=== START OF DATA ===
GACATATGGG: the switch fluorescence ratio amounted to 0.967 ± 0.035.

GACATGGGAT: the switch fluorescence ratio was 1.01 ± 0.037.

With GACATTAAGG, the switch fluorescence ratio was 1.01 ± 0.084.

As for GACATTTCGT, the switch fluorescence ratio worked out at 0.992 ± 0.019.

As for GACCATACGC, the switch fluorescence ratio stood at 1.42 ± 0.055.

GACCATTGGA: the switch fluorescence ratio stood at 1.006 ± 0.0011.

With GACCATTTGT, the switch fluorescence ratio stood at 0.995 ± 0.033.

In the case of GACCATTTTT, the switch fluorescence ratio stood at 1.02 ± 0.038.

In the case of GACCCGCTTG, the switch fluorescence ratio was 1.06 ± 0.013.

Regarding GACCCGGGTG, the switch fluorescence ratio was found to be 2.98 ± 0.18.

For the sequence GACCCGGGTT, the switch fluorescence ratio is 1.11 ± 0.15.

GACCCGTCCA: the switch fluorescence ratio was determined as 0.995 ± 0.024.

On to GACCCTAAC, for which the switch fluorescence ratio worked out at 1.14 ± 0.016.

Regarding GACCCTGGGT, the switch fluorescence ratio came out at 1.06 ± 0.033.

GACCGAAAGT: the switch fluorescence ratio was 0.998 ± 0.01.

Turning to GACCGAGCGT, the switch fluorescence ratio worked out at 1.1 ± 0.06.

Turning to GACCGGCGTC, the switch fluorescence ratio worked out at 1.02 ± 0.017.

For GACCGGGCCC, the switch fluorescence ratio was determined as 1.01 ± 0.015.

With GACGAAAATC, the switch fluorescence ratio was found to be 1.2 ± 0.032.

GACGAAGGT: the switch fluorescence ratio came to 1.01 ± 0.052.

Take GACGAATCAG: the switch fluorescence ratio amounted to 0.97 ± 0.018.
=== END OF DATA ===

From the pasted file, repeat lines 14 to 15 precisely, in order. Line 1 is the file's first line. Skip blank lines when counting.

Regarding GACCCTGGGT, the switch fluorescence ratio came out at 1.06 ± 0.033.

GACCGAAAGT: the switch fluorescence ratio was 0.998 ± 0.01.